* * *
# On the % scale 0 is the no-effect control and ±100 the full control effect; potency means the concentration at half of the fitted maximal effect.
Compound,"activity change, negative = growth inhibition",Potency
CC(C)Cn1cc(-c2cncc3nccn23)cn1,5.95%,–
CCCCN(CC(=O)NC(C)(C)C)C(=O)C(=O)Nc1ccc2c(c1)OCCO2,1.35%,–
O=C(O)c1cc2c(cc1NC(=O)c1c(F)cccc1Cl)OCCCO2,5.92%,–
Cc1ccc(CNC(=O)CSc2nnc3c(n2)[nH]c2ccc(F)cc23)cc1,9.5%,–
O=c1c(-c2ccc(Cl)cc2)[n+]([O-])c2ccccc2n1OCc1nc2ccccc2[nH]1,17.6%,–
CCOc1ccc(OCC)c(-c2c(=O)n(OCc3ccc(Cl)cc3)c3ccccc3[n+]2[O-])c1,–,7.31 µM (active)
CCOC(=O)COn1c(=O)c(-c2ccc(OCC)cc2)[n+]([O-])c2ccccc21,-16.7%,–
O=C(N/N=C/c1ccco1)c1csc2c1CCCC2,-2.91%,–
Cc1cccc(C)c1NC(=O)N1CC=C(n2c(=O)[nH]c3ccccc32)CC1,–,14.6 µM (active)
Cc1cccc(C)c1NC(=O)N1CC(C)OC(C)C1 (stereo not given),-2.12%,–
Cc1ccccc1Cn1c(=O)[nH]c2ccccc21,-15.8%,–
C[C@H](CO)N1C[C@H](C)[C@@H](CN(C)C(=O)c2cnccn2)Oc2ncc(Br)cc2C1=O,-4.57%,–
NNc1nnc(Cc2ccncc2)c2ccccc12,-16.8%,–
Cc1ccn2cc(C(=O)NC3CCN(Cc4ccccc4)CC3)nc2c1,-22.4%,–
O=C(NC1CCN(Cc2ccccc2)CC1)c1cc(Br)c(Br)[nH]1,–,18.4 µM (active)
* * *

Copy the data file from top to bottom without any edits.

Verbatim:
# On the % scale 0 is the no-effect control and ±100 the full control effect; potency means the concentration at half of the fitted maximal effect.
Compound,"activity change, negative = growth inhibition",Potency
CC(C)Cn1cc(-c2cncc3nccn23)cn1,5.95%,–
CCCCN(CC(=O)NC(C)(C)C)C(=O)C(=O)Nc1ccc2c(c1)OCCO2,1.35%,–
O=C(O)c1cc2c(cc1NC(=O)c1c(F)cccc1Cl)OCCCO2,5.92%,–
Cc1ccc(CNC(=O)CSc2nnc3c(n2)[nH]c2ccc(F)cc23)cc1,9.5%,–
O=c1c(-c2ccc(Cl)cc2)[n+]([O-])c2ccccc2n1OCc1nc2ccccc2[nH]1,17.6%,–
CCOc1ccc(OCC)c(-c2c(=O)n(OCc3ccc(Cl)cc3)c3ccccc3[n+]2[O-])c1,–,7.31 µM (active)
CCOC(=O)COn1c(=O)c(-c2ccc(OCC)cc2)[n+]([O-])c2ccccc21,-16.7%,–
O=C(N/N=C/c1ccco1)c1csc2c1CCCC2,-2.91%,–
Cc1cccc(C)c1NC(=O)N1CC=C(n2c(=O)[nH]c3ccccc32)CC1,–,14.6 µM (active)
Cc1cccc(C)c1NC(=O)N1CC(C)OC(C)C1 (stereo not given),-2.12%,–
Cc1ccccc1Cn1c(=O)[nH]c2ccccc21,-15.8%,–
C[C@H](CO)N1C[C@H](C)[C@@H](CN(C)C(=O)c2cnccn2)Oc2ncc(Br)cc2C1=O,-4.57%,–
NNc1nnc(Cc2ccncc2)c2ccccc12,-16.8%,–
Cc1ccn2cc(C(=O)NC3CCN(Cc4ccccc4)CC3)nc2c1,-22.4%,–
O=C(NC1CCN(Cc2ccccc2)CC1)c1cc(Br)c(Br)[nH]1,–,18.4 µM (active)